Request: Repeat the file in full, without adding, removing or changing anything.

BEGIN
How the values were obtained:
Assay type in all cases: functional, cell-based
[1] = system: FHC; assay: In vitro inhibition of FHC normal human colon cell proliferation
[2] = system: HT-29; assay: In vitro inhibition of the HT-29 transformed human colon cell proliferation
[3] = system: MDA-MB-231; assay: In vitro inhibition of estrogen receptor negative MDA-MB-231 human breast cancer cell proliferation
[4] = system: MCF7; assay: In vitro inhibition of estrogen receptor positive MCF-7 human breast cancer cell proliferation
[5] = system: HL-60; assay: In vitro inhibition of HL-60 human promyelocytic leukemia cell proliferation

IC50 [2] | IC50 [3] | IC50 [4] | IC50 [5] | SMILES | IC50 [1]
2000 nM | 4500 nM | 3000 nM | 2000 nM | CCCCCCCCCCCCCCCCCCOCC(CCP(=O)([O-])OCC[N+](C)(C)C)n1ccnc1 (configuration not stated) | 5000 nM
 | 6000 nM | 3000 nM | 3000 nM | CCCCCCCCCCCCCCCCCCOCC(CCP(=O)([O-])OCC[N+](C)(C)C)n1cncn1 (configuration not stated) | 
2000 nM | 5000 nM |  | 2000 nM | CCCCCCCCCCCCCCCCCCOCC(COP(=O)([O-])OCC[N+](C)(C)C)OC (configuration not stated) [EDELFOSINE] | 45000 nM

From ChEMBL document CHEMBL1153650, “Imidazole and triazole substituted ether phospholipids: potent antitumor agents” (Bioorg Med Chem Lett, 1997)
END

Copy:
How the values were obtained:
Assay type in all cases: functional, cell-based
[1] = system: FHC; assay: In vitro inhibition of FHC normal human colon cell proliferation
[2] = system: HT-29; assay: In vitro inhibition of the HT-29 transformed human colon cell proliferation
[3] = system: MDA-MB-231; assay: In vitro inhibition of estrogen receptor negative MDA-MB-231 human breast cancer cell proliferation
[4] = system: MCF7; assay: In vitro inhibition of estrogen receptor positive MCF-7 human breast cancer cell proliferation
[5] = system: HL-60; assay: In vitro inhibition of HL-60 human promyelocytic leukemia cell proliferation

IC50 [2] | IC50 [3] | IC50 [4] | IC50 [5] | SMILES | IC50 [1]
2000 nM | 4500 nM | 3000 nM | 2000 nM | CCCCCCCCCCCCCCCCCCOCC(CCP(=O)([O-])OCC[N+](C)(C)C)n1ccnc1 (configuration not stated) | 5000 nM
 | 6000 nM | 3000 nM | 3000 nM | CCCCCCCCCCCCCCCCCCOCC(CCP(=O)([O-])OCC[N+](C)(C)C)n1cncn1 (configuration not stated) | 
2000 nM | 5000 nM |  | 2000 nM | CCCCCCCCCCCCCCCCCCOCC(COP(=O)([O-])OCC[N+](C)(C)C)OC (configuration not stated) [EDELFOSINE] | 45000 nM

From ChEMBL document CHEMBL1153650, “Imidazole and triazole substituted ether phospholipids: potent antitumor agents” (Bioorg Med Chem Lett, 1997)